1. Ice by Anna Kavan
Kavan creates a world that is the stuff of nightmares, blending reality, dreams, and fantasy in an uncanny, unsettling way. Kavan certainly deserves a much wider audience.
2. Zazen by Vanessa Veselka
A truly prescient novel that taps into many political, social, and personal anxieties prevalent in America today. Veselka’s prose is raw, unflinching, poetic: Zazen is a truly remarkable debut novel. Veselka has said that Zazen arose from her inability to process the 2004 school hostage crisis in Beslan; as an analysis of our culture of violence, her novel is eerily relevant and a necessary read in the wake of the recent Newtown, CT tragedy.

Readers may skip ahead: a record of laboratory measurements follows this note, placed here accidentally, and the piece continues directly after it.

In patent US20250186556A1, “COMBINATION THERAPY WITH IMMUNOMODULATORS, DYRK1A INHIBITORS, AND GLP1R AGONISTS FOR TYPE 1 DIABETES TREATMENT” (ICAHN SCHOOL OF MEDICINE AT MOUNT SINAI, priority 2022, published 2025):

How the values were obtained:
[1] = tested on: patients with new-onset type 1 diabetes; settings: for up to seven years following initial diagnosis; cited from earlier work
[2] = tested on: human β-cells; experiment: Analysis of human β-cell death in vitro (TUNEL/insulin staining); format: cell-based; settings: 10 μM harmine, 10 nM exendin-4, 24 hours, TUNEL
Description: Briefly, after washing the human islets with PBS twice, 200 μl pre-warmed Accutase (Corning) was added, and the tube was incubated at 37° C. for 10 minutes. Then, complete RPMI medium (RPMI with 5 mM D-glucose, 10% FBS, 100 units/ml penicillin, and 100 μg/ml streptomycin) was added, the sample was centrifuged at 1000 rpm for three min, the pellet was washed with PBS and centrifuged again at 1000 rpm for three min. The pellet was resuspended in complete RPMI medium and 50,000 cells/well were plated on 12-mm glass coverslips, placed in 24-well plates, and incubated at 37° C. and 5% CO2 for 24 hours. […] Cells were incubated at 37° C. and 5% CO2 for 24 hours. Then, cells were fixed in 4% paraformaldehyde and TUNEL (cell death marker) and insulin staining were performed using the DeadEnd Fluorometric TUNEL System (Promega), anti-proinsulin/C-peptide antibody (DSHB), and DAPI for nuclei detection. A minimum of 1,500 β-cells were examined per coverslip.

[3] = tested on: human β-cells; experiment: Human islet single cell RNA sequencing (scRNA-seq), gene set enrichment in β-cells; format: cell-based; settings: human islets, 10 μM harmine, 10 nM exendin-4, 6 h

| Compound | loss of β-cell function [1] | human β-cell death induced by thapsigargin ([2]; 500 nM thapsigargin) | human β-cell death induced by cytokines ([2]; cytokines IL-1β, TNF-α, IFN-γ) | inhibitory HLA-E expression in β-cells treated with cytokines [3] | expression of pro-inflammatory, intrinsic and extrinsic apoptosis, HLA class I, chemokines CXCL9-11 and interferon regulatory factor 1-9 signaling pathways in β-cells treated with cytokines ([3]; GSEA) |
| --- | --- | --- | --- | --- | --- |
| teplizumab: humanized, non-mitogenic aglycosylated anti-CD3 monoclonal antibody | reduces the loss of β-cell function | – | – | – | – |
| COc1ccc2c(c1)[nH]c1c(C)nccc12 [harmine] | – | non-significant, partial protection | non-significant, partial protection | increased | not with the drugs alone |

3. Satantango by Laszlo Krasznahorkai
A maddening, prophetic book: Krasznahorkai is a master at plumbing the depths of humanity as well as despair. See my review of Satantango in the LARB: http://lareviewofbooks.org/article.php?id=738
4. The Walk by Robert Walser
W. G. Sebald called Walser “a clairvoyant of the small,” and The Walk is a tremendous, wide-ranging meditation on life in microcosmic scenes.
5. The Plains by Gerald Murnane
Both ars poetica and an analysis of cultural identity, Murnane’s The Plains is perhaps the best place to begin with this enigmatic and often elusive author.